Ireland's gay diaspora
From racism in America to the St Patrick's Day parade controversy, the Irish disapora has never been renowned for its tolerance. But over the years it has also thrown up some of the brightest stars in the gay firmament. Donal Lynch takes the measure of some of the the headliners
At the heart of America's ultimate melting pot is a woman who is Irish on all sides. Quinn is a Democratic Party politician in New York, former speaker of New York City council and mayoral candidate. All four of her grandparents were born in Ireland - three in Co Cork and one in Co Clare. She was the first female and first openly gay speaker in New York City Council. Three years ago, she was named New York's most powerful gay person by Out Magazine. Quinn made a decision to boycott New York's St Patrick Day parade "due to its history of discrimination" against gay marchers and instead opted to march in the Queens parade, and she even marched in Dublin's parade in 2007.
Undoubtedly the most iconic icon on our list. He emerged from the London club scene like some bastard child of David Bowie and Marc Bolan, and over the years turned up in a variety of guises, from pigtailed rag doll to overweight street sweeper. Now in his 50s, George seems to have finally found a bit of peace in life and though his newer records are a bit dodgy and the Culture Club reunion was an unadulterated car-crash, we're still mad about the Boy. George's mother, Dinah, came from Dublin and his father Gerry came from a large London-Irish family.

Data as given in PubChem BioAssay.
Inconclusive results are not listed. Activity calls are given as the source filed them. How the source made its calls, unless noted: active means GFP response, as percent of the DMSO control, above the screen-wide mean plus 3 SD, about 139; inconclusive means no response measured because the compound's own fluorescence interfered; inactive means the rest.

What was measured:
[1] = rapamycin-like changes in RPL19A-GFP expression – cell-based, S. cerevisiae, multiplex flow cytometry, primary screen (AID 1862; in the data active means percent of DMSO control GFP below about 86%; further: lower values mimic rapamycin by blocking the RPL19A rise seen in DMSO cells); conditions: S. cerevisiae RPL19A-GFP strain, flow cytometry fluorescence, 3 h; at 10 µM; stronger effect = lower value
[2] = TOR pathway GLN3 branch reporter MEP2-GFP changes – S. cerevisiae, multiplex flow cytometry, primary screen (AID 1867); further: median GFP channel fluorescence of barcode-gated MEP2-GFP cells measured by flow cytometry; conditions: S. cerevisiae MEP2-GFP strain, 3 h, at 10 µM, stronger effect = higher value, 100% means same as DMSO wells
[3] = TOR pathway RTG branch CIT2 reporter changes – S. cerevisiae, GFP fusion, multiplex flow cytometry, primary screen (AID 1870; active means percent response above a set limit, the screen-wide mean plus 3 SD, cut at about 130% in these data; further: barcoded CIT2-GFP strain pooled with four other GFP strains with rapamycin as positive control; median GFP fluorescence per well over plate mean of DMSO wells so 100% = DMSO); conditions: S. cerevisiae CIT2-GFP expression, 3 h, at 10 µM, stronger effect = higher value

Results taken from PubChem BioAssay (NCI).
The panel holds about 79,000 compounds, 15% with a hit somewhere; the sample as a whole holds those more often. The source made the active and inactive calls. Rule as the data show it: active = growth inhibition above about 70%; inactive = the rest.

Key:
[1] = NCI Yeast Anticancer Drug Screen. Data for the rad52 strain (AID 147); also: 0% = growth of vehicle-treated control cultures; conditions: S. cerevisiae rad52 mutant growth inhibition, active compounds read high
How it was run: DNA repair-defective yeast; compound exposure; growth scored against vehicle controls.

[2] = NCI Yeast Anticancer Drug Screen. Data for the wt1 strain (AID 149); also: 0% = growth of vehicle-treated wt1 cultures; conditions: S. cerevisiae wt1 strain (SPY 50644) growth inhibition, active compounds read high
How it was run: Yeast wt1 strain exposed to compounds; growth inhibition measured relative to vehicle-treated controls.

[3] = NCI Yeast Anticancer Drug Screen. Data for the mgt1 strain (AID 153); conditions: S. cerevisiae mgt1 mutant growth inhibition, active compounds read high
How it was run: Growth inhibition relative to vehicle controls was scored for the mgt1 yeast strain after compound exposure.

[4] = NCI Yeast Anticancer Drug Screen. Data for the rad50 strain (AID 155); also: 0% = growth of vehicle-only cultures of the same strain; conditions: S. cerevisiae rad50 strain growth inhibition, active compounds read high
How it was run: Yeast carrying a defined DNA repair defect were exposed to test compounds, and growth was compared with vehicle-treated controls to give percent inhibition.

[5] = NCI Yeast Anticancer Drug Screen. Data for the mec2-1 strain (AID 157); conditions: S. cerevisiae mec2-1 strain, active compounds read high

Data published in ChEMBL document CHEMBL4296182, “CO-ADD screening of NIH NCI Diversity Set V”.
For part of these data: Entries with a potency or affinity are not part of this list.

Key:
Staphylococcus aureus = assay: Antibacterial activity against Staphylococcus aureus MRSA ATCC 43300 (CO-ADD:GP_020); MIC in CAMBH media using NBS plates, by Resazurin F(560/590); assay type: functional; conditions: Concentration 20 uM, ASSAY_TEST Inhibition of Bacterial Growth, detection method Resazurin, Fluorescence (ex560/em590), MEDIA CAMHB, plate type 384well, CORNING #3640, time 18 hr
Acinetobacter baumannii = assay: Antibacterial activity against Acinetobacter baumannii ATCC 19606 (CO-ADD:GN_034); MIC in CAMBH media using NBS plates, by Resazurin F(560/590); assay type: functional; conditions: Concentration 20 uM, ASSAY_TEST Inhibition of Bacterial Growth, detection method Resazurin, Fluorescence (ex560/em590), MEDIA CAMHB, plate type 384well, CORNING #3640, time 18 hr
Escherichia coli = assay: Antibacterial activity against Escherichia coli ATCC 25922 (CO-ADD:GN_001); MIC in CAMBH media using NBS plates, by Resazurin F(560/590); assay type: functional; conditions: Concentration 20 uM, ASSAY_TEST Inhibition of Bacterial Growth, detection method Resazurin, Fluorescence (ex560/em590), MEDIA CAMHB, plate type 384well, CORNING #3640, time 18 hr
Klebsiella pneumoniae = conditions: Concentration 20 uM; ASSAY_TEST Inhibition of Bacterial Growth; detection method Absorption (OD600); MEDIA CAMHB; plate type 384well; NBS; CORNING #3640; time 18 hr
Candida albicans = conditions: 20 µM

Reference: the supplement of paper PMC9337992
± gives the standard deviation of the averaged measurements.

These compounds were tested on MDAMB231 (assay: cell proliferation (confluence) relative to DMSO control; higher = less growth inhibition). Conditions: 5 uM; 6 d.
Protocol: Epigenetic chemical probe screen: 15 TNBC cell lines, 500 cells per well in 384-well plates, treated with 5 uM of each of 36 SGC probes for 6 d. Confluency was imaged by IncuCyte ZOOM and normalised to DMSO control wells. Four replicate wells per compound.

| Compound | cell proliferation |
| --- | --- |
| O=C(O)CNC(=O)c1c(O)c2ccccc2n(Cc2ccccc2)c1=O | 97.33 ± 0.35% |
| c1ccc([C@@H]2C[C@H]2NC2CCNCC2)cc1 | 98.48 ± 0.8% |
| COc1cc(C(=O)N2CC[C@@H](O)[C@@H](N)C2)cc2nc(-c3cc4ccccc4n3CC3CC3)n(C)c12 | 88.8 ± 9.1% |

Kathy's Irish heritage is slightly distant, but she does have red hair and an alcoholic mother, so that's good enough for us. We'll never forget the episode of her reality show that she filmed in The George bar in Dublin. "Let's ger mad ouruvvit, Kathy" a young gay reveller told her. "Mad elephant?" she responded in confusion. "What the fuck is a mad elephant?" This slight misunderstanding aside, the Chicago-born comic legend has always shown that she 'gets' her gays and they get her right back. She's friends with Cher and Suze Orman and does a 'gay gasp' better than any gay man.
O'Grady presented a blueprint for drag queens worldwide: how to retire your drag persona without causing a revolt among your fan base. Still, we mourn the demise of Lily Savage, but O'Grady's career continues to flourish, and a few years ago he was awarded an MBE.
Kathy Griffin says that if you want to get something done, you ask a power lesbian. They don't come much more powerful than Rosie O'Donnell, the so-called Queen Of Nice who, after Oprah Winfrey, was probably the pre-eminent TV talk-show host of the 1990s in America. O'Donnell's great-grandfather and his family came from Rathmore, Co Kildare, but they had lived in a Naas workhouse for at least a year, among the poorest of the poor, during the Great Famine in Ireland.
Sunday Indo Life Magazine